In 2006, I decided to develop that idea into a novel.
Next time, I’ll explain how I expanded the idea into novel form and how I developed the main cast of characters.
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Black Magic Bullets: Chapter 17
I have finally returned to Black Magic Bullets. This chapter is very short, but after so long a wait, I wanted to post something. I’m sorry for the delay. Before I present this next chapter, let me explain what led up to the previous chapter.
I had no idea what would happen when Kenzi and Harrison entered the basement. Usually, I’d just write out of order and go to a scene a little further along in the narrative, but since I’m posting the first draft publicly, I didn’t want to leave the audience hanging. By moving on, the next scene usually tells me what needs to come before. In that way, I can become unstuck and move on. Since I wasn’t going to do that, I had reached an impasse. Luckily, an idea arrived quickly.
Everything I read, watch, and experience tends to inform how the story develops. Black Magic Bullets is no exception.
Interestingly enough, we ended up putting on Bright with Will Smith on Netflix one night. Not a great movie, even when just streaming in the background.
Bright reminded me of Alienation meets Lord of the Rings in an Urban Fantasy world. I thought it interesting how close the orcs and elves were to J.R.R. Tolkien’s creations. After the movie ended, I realized I wanted to put orcs in the basement level of the building in Black Magic Bullets. I was intrigued but didn’t want my story to be derivative of Tolkien’s world.
Then I remembered Ogre, Ogre by Piers Anthony, a novel set in his Xanth series. I hadn’t thought of that novel since the mid-80s. Using an ogre appealed to me more since they’re derived directly from world mythology. And that’s how ogre’s ended up in my manuscript.
Now, without further ado, here’s the 1st draft of Chapter Seventeen.
BLACK MAGIC BULLETS
An Urban Fantasy
Working as an Inhuman Resources Recruiter is no walk through the cemetery, especially when you’ve been cursed and your head is filled with stollen secrets from one of the most powerful occult groups in Boston. To survive, you might just need a few…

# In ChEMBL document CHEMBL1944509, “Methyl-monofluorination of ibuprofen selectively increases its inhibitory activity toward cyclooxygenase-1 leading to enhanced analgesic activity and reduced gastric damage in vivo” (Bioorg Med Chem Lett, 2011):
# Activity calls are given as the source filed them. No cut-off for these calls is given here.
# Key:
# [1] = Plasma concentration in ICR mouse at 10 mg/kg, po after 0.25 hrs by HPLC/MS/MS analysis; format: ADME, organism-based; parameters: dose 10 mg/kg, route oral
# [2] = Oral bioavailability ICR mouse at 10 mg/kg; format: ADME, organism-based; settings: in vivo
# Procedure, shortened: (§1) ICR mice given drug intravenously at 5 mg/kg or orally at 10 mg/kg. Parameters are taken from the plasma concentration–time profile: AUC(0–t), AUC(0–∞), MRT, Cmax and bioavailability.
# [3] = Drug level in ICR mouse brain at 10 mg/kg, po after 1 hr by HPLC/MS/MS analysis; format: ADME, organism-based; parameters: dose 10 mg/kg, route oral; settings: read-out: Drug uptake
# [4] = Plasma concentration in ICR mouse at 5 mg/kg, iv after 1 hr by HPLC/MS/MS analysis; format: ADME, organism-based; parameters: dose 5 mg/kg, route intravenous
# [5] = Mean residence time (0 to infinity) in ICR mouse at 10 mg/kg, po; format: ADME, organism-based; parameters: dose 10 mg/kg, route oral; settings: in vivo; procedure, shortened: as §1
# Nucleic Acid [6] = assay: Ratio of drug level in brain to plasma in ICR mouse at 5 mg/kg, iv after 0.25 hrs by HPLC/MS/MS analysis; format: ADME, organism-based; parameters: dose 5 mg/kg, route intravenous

BLACK MAGIC BULLETS
The next location went much the same way as the first, this time—thankfully— with no ogres. That was a relief. But all this searching was eating up time.
Cyber contacted us not long after we dejectedly left the second abandoned structure. She had an idea for a place to check out that I would never have imagined. I supposed that was why Dreadstone employed her. She had thought through the situation and trusted her, but I still didn’t have much hope of finding Dedra’s body.
When we arrived at the maze of small buildings, the sun had reached its zenith.
“Take another hit,” Kenzi said.
I already hated this part of the job. I couldn’t wait until my mystical abilities matured.
I took the hit of the gas and stepped out of the BMW.
Entering the maze, we snaked our way through squat metal buildings. Kenzi followed my lead. Each unit painted blue reminding me of the identical prefab houses in the culdesacs of the middle-class and the ubiquitous brick government housing of the underprivileged.
Then I saw the signature and told Kenzi as much. I wish I hadn’t.
The storage locker looked the same as any other, but this one was different. Would the locker contain Dedra’s body? I didn’t want to know.
Kenzi stepped in front of the locker, raising a crowbar.
Metal struck metal. Once, twice, a third time. Finally, the padlock gave way. Plucking from its resting place, Kenzi tossed it. The padlock bounced once off concrete and came to rest.
Squatting, Kenzi lifted the gate and immediately turned her head.
Foul air escaped the confines. Now I knew the odor of the dead.